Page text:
In 1536, Henry VIII married his third wife, Jane Seymour. She had been the lady-in-waiting to his first two wives. The new queen would end up dying in childbirth; she was the only wife of Henry VIII to give birth to a son (he later became Edward VI).
On this day in 1854, the Kansas-Nebraska act went into law. This act established the territories of Nebraska and Kansas, and repealed the Missouri Compromise of 1820. It allowed new territories to vote on whether they would be a free state or a slave state when they eventually reached statehood. This would later lead to problems when pro-slavery and abolitionist supporters flocked to the territories so that their side would win the vote. It also led to more than one violent clash, and led the United States further towards the Civil War.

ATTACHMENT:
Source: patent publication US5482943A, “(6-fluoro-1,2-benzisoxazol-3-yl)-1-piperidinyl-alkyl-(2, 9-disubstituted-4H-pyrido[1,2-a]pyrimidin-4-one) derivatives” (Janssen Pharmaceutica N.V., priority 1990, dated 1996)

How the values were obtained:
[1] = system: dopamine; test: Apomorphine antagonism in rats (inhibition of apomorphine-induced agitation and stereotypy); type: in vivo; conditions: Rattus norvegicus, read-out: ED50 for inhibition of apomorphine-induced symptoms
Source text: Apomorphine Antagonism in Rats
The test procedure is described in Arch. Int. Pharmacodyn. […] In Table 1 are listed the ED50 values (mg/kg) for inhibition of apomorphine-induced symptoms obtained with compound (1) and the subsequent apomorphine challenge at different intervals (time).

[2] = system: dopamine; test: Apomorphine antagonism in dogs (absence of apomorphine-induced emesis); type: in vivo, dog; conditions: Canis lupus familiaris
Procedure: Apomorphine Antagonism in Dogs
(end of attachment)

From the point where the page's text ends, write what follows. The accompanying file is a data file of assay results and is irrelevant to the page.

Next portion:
In 1859, Big Ben, a clock located in the Palace of Westminster in London, rang for the very first time. Today, Big Ben is one of the most recognizable landmarks in the country.
It's hard to imagine the United States Capitol, Washington D.C., without the Lincoln Memorial. It was dedicated in 1922. Most people living today would have great or great great grandparents that remember a time when it did not exist.
In May 1989 in Tiananmen Square in China, the Square was full of student demonstrators who were demonstrating for more democracy in their communist country. On this day, the "Goddess of Democracy" statue was revealed. While the statue does have some similarities to the Statue of Liberty, the designers of the statue did not plan the resemblance. The statue was destroyed by soldiers on June 4, but replicas of the statue appear in several locations around the world today.
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